In case you are not familiar, REM stands for Rapid Eye Movement sleep and is the stage of our cycle where we slumber most of our dreams This phase usually occurs roughly 90 minutes after falling asleep and about every two hours, so it makes up for around 20% of total sleeping time. While in REM our bodies are paralyzed except for quick eye movements.

Passing through the cycles without disruption is important to cellular rejuvenation, memory consolidation, and restoration of physical and emotional reserves. Here are the four stages with brief explanation of them:

Stage 1: Occurs just as you are falling asleep.

This is when you first lay down and being to really let go of stress from your day. It's when you first enter sleeping mode and is important for you to let go of anything troubles from your day and problems that you're trying to solve, so that you can let go and get into the second phase. If you're having troubles sleeping then sometimes relaxation music or the sound of rain will help you enter this phase quickly.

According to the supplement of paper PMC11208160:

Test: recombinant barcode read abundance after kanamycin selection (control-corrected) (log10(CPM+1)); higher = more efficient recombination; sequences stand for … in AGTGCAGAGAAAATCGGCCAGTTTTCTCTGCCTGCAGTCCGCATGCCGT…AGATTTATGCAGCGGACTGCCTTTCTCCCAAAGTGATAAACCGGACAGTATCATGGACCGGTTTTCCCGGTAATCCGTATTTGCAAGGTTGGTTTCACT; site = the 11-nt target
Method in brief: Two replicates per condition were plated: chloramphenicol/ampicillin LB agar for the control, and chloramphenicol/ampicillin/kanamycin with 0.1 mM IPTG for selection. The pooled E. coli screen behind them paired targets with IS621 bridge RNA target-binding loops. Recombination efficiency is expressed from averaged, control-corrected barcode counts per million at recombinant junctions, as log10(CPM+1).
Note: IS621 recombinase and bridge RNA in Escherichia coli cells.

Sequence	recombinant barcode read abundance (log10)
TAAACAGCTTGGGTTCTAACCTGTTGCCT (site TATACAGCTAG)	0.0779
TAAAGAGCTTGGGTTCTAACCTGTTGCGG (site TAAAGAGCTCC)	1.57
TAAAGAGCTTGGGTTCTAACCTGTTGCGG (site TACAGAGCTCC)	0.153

Stage 2: Transitioning into deep sleep

During this time, your heartbeat and breathing slow down, and muscles relax. Your body temperature drops and eye movements stop. Brain wave activity slows even further and you being to phase into a deep sleep.

This is where your heart beat begins to slow down, your breathing becomes more focused and you're starting to drift into the deepest parts of sleep.

Stage 3: Deep Sleep

This is where most of our body's physical restoration takes place (such as muscle growth). Your blood pressure will drop, any inflammation in your muscles caused by exercise or overexertion will be repaired along with any damaged tissues and your energy levels will be restored.

This stage is also where we dream our most vivid dreams, as well as learning new things. The brain orchestrates all of this during deep sleep by making connections between the experiences you have throughout the day and how to process them so they become memories.

Stage 4: REM Sleep